The 6th grade Girl Scout troop at a Palatine elementary school had what would appear to be a regular meeting last Friday night. Giggly girls, lots of chattering and a parking lot of more than 12 cellular devices on the leaders kitchen table.
However, this meeting was not your average meeting. These girls were meeting to write letters to Congress asking their senators for support of global vaccines for children in developing countries. Yep, that’s right…kids advocating for kids.
This is a topic that the girls discussed in great length and they came to the conclusion that they are very lucky because they have the choice to receive vaccines from their doctors to protect them from diseases, that in may countries, kill children much younger than themselves, at the ages of 11-12. Around the world, some moms walk as far as 15 miles to reach life-saving vaccines for their children, and they also came to realize it was even luckier that our doctors are usually 15 minutes away – a very different perspective, indeed.
With the statistic of 1 child dying every 20 seconds from a preventable disease they immediately knew they wanted to help. They learned that one in five children lack access to life saving immunizations that keep children healthy. In fact, approximately 1.7 million children in developing countries die each year of a preventable disease like pneumonia, diarrhea (rotavirus), measles and polio. The girls in the troop wanted to help save lives and make the world a better place (which is part of the Girl Scout Law, by the way). So they got writing!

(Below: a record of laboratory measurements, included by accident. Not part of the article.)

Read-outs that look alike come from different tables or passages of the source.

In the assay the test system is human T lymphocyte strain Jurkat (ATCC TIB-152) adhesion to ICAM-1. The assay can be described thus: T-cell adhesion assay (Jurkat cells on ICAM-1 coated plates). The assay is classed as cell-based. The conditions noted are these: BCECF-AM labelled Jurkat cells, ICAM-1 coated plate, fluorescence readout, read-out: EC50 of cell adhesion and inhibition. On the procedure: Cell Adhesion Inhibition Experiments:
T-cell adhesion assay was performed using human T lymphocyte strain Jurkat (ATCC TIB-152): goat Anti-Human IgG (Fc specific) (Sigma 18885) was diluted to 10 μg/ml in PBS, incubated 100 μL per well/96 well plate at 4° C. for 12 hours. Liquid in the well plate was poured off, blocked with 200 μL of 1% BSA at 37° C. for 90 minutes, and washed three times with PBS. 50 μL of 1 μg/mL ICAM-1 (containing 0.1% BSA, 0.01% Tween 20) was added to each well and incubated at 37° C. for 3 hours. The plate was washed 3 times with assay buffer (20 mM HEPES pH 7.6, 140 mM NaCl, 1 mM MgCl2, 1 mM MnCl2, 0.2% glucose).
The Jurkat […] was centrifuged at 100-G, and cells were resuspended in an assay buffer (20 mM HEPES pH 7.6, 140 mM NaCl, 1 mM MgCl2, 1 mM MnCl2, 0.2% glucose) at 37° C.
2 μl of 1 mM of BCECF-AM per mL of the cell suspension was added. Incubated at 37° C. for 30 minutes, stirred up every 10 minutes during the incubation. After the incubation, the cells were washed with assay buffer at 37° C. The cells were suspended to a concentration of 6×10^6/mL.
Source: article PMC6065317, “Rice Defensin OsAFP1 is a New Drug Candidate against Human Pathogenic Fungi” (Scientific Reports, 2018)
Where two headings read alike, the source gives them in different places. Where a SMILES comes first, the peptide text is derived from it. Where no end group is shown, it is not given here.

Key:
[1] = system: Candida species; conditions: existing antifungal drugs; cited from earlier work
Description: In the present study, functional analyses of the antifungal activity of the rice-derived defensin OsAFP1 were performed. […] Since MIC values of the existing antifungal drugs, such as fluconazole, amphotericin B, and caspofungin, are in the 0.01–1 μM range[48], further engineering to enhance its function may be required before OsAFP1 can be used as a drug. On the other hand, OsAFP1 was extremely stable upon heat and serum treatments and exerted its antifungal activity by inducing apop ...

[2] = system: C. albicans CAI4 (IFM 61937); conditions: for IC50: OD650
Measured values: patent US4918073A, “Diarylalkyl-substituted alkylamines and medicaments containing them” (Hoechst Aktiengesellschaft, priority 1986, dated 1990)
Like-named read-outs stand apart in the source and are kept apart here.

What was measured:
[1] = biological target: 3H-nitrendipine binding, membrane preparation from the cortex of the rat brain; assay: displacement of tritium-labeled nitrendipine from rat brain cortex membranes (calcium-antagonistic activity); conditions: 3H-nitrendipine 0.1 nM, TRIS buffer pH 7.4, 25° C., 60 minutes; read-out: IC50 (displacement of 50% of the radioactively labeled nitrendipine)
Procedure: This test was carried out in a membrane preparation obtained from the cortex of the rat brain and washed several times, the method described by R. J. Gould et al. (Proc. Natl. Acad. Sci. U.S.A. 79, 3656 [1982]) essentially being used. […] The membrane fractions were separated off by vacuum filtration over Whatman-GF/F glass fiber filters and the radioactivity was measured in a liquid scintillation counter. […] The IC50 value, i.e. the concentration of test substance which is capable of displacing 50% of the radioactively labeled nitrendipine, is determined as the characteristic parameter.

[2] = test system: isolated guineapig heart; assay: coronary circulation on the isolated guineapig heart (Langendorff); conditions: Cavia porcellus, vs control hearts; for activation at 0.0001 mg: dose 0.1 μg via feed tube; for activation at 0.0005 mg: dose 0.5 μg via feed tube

By simply asking their Senators and House Representatives to support funding for global vaccines they can start to change mindsets, make an impact and eventually know that they did help save lives, right from their Girl Scout leaders living room.
Through the help of the Shot@Life Campaign, sponsored by the United Nations Foundation, the girls continued their discussion and talked about the idea that so many kids are missing out on amazing milestones or lifetime “firsts” was heart breaking to them. They wanted to help ensure that kids got a shot at all those milestones that they may never get to see. Here are some of the “shots” our troop chose to recognize in their letters to Congress:
Give kids a shot@:
Reading a book, Meeting their grandchildren, Going to Prom, Chasing Dreams, Making a Mistake, First steps, A First Kiss, To travel, Riding a bike, Having a birthday party, Losing a tooth, an education, and building a snowman.
Shot@Life educates, connects and empowers Americans to champion vaccines as one of the most cost-effective ways to save lives of children in developing countries. A national call to action for this global cause, the campaign rallies the American public, members of Congress, and civil society partners around the fact that together, we can save a child’s life every 20 seconds by expanding access to vaccines.
So…these 6th grade girls wrote their letters and mailed them off. They will now continue their efforts to bring awareness to the community and help spread the word about Shot@ Life. Vaccines work. Immunization has saved lives of more children than any other medical intervention in the last 50 years. Vaccines ensure that all children, no matter their circumstances, have a shot at a healthy life.
What do you want to give kids a shot@?
Blowing bubbles? A first smile? Temper Tantrums? Friends? Baking cookies? Picking Dandelions? Potty training? A First day of School?
….A shot at Life?
For more information about Shot@Life, visit http://www.shotatlife.org.